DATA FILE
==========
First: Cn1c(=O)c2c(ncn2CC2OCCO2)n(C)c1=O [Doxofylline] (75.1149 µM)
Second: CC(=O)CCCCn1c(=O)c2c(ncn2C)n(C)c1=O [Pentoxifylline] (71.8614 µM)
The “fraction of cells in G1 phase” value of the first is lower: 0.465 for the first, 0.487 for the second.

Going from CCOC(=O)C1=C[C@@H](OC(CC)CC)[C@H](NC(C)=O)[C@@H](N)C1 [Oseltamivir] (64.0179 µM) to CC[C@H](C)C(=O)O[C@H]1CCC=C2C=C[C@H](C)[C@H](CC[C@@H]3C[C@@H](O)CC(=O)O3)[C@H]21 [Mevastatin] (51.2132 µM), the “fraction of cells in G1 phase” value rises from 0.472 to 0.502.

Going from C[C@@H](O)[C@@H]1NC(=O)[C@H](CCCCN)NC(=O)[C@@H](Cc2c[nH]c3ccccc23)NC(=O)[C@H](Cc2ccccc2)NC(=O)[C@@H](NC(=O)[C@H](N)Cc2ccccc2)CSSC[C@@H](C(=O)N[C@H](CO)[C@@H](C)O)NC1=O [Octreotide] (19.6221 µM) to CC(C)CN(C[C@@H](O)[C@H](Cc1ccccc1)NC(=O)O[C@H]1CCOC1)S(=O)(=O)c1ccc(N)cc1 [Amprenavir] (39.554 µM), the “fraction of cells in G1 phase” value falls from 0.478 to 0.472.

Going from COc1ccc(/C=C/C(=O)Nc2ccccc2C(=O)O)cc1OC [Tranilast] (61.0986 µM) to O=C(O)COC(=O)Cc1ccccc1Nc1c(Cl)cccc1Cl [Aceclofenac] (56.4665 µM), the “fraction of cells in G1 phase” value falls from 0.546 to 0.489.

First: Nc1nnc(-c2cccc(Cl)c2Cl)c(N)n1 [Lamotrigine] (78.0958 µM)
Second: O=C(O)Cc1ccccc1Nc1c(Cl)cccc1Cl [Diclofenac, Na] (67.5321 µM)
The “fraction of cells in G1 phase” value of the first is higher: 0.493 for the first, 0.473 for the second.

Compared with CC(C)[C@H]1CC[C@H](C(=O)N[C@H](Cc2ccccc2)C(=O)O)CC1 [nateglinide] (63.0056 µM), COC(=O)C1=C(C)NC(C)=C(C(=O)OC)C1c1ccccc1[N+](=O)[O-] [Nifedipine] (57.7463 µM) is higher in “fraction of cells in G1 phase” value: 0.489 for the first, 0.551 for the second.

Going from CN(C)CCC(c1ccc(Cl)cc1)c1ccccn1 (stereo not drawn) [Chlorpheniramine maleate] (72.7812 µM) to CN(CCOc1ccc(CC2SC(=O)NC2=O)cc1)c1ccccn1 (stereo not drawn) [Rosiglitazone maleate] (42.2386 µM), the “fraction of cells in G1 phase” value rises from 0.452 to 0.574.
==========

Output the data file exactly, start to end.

First: Cn1c(=O)c2c(ncn2CC2OCCO2)n(C)c1=O [Doxofylline] (75.1149 µM)
Second: CC(=O)CCCCn1c(=O)c2c(ncn2C)n(C)c1=O [Pentoxifylline] (71.8614 µM)
The “fraction of cells in G1 phase” value of the first is lower: 0.465 for the first, 0.487 for the second.

Going from CCOC(=O)C1=C[C@@H](OC(CC)CC)[C@H](NC(C)=O)[C@@H](N)C1 [Oseltamivir] (64.0179 µM) to CC[C@H](C)C(=O)O[C@H]1CCC=C2C=C[C@H](C)[C@H](CC[C@@H]3C[C@@H](O)CC(=O)O3)[C@H]21 [Mevastatin] (51.2132 µM), the “fraction of cells in G1 phase” value rises from 0.472 to 0.502.

Going from C[C@@H](O)[C@@H]1NC(=O)[C@H](CCCCN)NC(=O)[C@@H](Cc2c[nH]c3ccccc23)NC(=O)[C@H](Cc2ccccc2)NC(=O)[C@@H](NC(=O)[C@H](N)Cc2ccccc2)CSSC[C@@H](C(=O)N[C@H](CO)[C@@H](C)O)NC1=O [Octreotide] (19.6221 µM) to CC(C)CN(C[C@@H](O)[C@H](Cc1ccccc1)NC(=O)O[C@H]1CCOC1)S(=O)(=O)c1ccc(N)cc1 [Amprenavir] (39.554 µM), the “fraction of cells in G1 phase” value falls from 0.478 to 0.472.

Going from COc1ccc(/C=C/C(=O)Nc2ccccc2C(=O)O)cc1OC [Tranilast] (61.0986 µM) to O=C(O)COC(=O)Cc1ccccc1Nc1c(Cl)cccc1Cl [Aceclofenac] (56.4665 µM), the “fraction of cells in G1 phase” value falls from 0.546 to 0.489.

First: Nc1nnc(-c2cccc(Cl)c2Cl)c(N)n1 [Lamotrigine] (78.0958 µM)
Second: O=C(O)Cc1ccccc1Nc1c(Cl)cccc1Cl [Diclofenac, Na] (67.5321 µM)
The “fraction of cells in G1 phase” value of the first is higher: 0.493 for the first, 0.473 for the second.

Compared with CC(C)[C@H]1CC[C@H](C(=O)N[C@H](Cc2ccccc2)C(=O)O)CC1 [nateglinide] (63.0056 µM), COC(=O)C1=C(C)NC(C)=C(C(=O)OC)C1c1ccccc1[N+](=O)[O-] [Nifedipine] (57.7463 µM) is higher in “fraction of cells in G1 phase” value: 0.489 for the first, 0.551 for the second.

Going from CN(C)CCC(c1ccc(Cl)cc1)c1ccccn1 (stereo not drawn) [Chlorpheniramine maleate] (72.7812 µM) to CN(CCOc1ccc(CC2SC(=O)NC2=O)cc1)c1ccccn1 (stereo not drawn) [Rosiglitazone maleate] (42.2386 µM), the “fraction of cells in G1 phase” value rises from 0.452 to 0.574.